Travel Treasures

I’ve told you I’m not a shopper, so I’m sure you’re going to raise an eyebrow when you see what I collected on my recent trip to England and Italy. Travel treasures are a bit different, though, don’t you think? Once home, they not only give pleasure by virtue of what they are or what they do, they also serve as a happy remembrance.

The last thing anyone wants (or needs) is a suitcase full of souvenir knickknacks, so I find it helpful to stick to a few guidelines. First, because I never met a gardening book I didn’t like, I limit myself to three selections and I don’t purchase books I know I can get once home. Second, I make an effort to choose quality items that reflect the heritage or culture of the country I’m visiting. Finally, I pick things that fit easily into my daily life, so I see or use them frequently.

How do you think I did with this lot?

Travel treasures from England and Italy, September 2013.

Travel treasures from England and Italy, September 2013.

As a gift for my husband, Tim, there’s an English-made waterproof vest in dark hunter green, perfect for hiking and dog-walking. Books include an updated copy of The Good Gardens Guide, which is one of my most useful tools for planning trips to the UK, and two fabulous small books that will add to my expertise as a guide: How to Read Gardens and Village Buildings of Britain. I’m a cloth napkin fanatic, so I couldn’t pass up these cuties from the gift shop at West Green House, which features the most upscale chicken coop I’ve ever admired. The small watercolor, depicting a unique bench at Goodnestone Park, was selected from the garden’s tea shop. (For ease in packing, I discarded its inexpensive frame, so the art could fit into a file in my briefcase.)

The big prize from England, however, is the antique majolica plate that caught my eye in the window of a charity shop in Winchester. I’m thrilled with this pass along souvenir, which cost just a pittance and may have made its way to England via a similar trip to France or Italy more than 100 years ago.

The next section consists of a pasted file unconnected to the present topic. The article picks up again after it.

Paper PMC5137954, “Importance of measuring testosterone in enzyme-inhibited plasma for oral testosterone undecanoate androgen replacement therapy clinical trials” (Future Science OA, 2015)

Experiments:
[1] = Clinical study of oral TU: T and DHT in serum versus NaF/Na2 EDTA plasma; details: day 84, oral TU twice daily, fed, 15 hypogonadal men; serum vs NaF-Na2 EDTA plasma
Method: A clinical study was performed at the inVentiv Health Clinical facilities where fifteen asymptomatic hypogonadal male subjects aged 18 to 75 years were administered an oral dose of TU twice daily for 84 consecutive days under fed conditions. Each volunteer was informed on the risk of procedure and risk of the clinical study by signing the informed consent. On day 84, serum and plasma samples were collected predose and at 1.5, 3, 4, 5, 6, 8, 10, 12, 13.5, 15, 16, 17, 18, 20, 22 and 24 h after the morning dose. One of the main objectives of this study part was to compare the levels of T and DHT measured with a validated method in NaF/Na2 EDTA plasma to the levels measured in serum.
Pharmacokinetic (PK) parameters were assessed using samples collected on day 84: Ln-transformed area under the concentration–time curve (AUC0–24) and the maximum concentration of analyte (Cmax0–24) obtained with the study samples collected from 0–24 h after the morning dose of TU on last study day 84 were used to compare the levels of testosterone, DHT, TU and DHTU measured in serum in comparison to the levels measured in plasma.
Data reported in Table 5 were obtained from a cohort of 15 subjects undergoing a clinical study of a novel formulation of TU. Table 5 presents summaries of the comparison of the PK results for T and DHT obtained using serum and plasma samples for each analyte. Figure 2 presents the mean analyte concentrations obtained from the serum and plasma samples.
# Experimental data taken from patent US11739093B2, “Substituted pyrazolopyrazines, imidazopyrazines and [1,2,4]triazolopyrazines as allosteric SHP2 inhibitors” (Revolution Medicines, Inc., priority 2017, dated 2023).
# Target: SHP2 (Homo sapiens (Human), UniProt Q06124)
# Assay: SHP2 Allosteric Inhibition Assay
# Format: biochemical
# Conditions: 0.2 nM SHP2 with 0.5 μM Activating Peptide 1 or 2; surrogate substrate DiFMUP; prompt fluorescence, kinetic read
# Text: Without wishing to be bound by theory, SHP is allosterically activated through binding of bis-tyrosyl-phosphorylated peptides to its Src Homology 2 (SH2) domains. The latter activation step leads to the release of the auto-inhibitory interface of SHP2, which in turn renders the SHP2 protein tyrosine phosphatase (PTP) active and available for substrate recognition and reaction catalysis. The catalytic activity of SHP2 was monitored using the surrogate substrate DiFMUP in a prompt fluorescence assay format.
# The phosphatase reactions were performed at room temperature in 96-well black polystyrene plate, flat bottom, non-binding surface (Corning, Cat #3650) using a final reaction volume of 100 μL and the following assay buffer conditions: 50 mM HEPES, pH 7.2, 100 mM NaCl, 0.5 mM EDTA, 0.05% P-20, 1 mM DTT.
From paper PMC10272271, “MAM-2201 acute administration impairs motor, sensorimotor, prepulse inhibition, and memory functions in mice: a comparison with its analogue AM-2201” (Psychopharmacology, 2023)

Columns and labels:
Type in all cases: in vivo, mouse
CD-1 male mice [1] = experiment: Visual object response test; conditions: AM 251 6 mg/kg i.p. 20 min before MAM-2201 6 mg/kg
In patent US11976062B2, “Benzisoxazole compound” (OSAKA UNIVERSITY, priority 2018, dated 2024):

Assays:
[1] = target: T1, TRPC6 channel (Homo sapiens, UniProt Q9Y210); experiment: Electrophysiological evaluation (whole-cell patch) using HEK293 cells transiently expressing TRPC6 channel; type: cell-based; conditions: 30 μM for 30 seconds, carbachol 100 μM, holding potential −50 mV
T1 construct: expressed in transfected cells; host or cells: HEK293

The platter, as you probably guessed, is from Italy. Made by a local artisan in Vasto, where I visited my friend Susie, it will provide the ideal presentation for antipasto at future dinner parties.

If you have a special trip coming up, here are couple additional tips to keep in mind. Plan carefully when packing so you leave space and weight allowance in your suitcase; for a two-week trip I aim for 35 pounds or less of clothing. And line the bottom of your suitcase with a layer or two of bubble wrap, so you have what you need to pack breakables for the trip home.

7 thoughts on “Travel Treasures

  1. Susan Temple

    I love the Goodnestone watercolor. I agree, the souvenirs are about memories as much as having the item.

    >>> Hortitopia 9/24/2013 11:49 AM >>>
    Marian St.Clair posted: “I’ve told you I’m not a shopper, so I’m sure you’re going to raise an eyebrow when you see what I collected on my recent trip to England and Italy. Travel treasures are a bit different, though, don’t you think? Once home, they not only give pleasure by “

    Reply
  2. Sandy

    Thanks for the great tips! If you have any more traveling and/or packing tips, I would love to hear them. I will be traveling to London, Paris & Venice for 10 days in March. Am really concerned about trying to travel light that time of year.

    Reply

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